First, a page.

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My student wrote in his essay

it gives her face a peculiar charm?

I tried all the dictionaries at hand (hard-copy and electronic ones) but did not find a definite answer whether this phrase sounds English. Could you please help me?

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What does it sound like if it's not English? English is a flexible and vivid language that isn't limited to set phrases that are always found in a reference source. –  Canis Lupus Nov 5 '13 at 15:13
    
@Jim German is even more flexible. You can string a lot of words together and it will still be grammatically correct. Can't do this in English, but I just wanted to say it :) –  MilanSxD Nov 5 '13 at 15:27
    
They still looked at me strangely in Köln. I guess can probably butcher any language, no matter how flexible it is. –  Canis Lupus Nov 5 '13 at 19:50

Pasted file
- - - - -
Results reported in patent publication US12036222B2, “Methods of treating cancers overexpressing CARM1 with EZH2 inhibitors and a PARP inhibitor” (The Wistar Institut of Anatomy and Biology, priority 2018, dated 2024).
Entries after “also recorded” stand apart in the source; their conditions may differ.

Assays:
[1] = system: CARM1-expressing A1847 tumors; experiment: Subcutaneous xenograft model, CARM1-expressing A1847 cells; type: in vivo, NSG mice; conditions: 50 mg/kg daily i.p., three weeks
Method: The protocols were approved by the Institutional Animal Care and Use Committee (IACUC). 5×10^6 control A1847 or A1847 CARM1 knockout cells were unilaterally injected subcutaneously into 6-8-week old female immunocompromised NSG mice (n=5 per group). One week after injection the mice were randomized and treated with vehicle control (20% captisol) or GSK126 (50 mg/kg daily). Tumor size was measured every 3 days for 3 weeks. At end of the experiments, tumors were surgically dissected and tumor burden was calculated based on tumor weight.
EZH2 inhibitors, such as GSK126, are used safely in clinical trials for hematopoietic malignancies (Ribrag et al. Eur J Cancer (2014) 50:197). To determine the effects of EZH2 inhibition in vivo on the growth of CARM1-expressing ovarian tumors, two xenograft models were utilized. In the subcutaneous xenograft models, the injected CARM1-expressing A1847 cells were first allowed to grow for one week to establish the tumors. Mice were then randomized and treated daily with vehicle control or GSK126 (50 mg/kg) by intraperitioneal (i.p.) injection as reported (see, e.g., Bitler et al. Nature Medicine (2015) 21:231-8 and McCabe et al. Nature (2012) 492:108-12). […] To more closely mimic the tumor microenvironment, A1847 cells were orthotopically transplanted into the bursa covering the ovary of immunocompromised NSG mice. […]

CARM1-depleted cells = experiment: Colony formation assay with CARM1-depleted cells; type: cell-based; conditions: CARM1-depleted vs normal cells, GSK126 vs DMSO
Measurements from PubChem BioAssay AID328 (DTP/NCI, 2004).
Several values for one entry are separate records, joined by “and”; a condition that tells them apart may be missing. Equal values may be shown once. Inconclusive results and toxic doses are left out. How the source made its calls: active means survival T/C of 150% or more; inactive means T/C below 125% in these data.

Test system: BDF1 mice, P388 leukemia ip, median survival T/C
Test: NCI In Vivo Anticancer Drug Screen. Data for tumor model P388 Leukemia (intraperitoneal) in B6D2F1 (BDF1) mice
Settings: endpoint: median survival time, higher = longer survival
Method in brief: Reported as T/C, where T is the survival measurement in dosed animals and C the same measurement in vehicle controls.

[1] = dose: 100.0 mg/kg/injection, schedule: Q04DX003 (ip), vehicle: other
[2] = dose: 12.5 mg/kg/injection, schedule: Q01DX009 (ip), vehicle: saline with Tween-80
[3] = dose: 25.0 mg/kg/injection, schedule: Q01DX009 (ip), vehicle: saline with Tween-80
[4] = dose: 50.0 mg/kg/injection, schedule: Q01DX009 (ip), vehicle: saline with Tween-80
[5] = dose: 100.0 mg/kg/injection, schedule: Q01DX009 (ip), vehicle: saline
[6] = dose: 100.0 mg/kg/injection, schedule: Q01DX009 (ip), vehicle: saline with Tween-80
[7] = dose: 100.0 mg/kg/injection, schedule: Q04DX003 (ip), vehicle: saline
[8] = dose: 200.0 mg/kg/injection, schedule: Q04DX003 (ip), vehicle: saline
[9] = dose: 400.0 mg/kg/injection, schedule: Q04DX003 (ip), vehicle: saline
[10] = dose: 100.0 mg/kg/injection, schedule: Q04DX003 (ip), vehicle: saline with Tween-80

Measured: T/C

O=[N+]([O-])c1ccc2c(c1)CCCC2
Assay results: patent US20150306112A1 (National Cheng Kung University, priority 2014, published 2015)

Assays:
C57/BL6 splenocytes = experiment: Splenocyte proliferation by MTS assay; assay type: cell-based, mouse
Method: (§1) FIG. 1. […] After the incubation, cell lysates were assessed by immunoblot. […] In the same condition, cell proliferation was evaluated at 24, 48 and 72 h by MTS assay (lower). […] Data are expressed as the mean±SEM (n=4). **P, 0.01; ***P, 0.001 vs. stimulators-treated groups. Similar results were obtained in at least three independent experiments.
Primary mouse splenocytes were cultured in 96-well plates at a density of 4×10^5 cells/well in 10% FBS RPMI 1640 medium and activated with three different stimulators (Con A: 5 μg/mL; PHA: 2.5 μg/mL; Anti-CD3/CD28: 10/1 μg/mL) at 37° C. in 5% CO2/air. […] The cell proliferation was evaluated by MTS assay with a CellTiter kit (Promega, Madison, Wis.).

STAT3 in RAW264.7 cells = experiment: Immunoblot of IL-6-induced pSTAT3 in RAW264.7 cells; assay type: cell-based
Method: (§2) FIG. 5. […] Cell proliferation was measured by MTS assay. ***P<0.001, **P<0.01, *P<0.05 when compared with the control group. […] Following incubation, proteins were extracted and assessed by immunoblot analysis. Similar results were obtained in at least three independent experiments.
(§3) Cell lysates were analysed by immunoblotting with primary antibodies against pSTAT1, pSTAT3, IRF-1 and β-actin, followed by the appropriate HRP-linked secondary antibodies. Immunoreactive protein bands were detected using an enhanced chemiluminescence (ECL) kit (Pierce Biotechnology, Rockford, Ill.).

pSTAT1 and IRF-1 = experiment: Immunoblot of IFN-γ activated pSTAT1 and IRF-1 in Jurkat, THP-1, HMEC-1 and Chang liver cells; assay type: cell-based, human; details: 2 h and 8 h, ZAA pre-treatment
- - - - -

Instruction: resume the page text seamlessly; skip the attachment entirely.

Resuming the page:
1 Answer 1

The sentence is correct in both grammar and meaning. A peculiar charm is basically a charm that you can't place. In other words, it has a charm, but you don't know why. Peculiar means unusual. You don't understand what the charm about it is, but it has something. I doubt you've never had the feeling :)

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Unless the question mark is the problem. It's out of place and context. But there's nothing wrong with the sentence itself. Charm refers to the perception of (something about) a person as charming, and to the emotions of the perceiver as being charmed. It all happens in the perceiver's mind, but they can report the situation by referring to a specific feature, like something on her face. –  John Lawler Nov 5 '13 at 15:47
    
Hmm I didn't expect the question mark to be part of it. It would be Does it give her face a peculiar charm? –  MilanSxD Nov 6 '13 at 8:16
    
That's got no problems, either. The speaker of the sentence is asking for an opinion from the addressee about the appearance of a third (female) person, having signalled by asking that the speaker may agree with the stated opinion, and that the speaker thinks it is possible that the addressee agrees as well. –  John Lawler Nov 6 '13 at 18:27

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